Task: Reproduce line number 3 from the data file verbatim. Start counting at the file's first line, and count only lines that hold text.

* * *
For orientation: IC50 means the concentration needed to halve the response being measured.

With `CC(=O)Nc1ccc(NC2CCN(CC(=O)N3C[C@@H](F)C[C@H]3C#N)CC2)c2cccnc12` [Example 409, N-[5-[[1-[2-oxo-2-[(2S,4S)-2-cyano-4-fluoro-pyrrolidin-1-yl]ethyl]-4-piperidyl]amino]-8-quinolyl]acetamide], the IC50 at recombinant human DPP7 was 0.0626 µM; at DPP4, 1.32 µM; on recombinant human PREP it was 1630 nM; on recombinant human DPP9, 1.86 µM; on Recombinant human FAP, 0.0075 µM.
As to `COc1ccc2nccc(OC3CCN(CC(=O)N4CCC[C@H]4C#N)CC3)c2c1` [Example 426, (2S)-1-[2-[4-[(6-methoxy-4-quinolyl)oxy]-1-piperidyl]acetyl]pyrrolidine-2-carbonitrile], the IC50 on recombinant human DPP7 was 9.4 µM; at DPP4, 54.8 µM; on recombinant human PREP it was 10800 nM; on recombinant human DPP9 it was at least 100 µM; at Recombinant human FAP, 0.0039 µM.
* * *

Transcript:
As to `COc1ccc2nccc(OC3CCN(CC(=O)N4CCC[C@H]4C#N)CC3)c2c1` [Example 426, (2S)-1-[2-[4-[(6-methoxy-4-quinolyl)oxy]-1-piperidyl]acetyl]pyrrolidine-2-carbonitrile], the IC50 on recombinant human DPP7 was 9.4 µM; at DPP4, 54.8 µM; on recombinant human PREP it was 10800 nM; on recombinant human DPP9 it was at least 100 µM; at Recombinant human FAP, 0.0039 µM.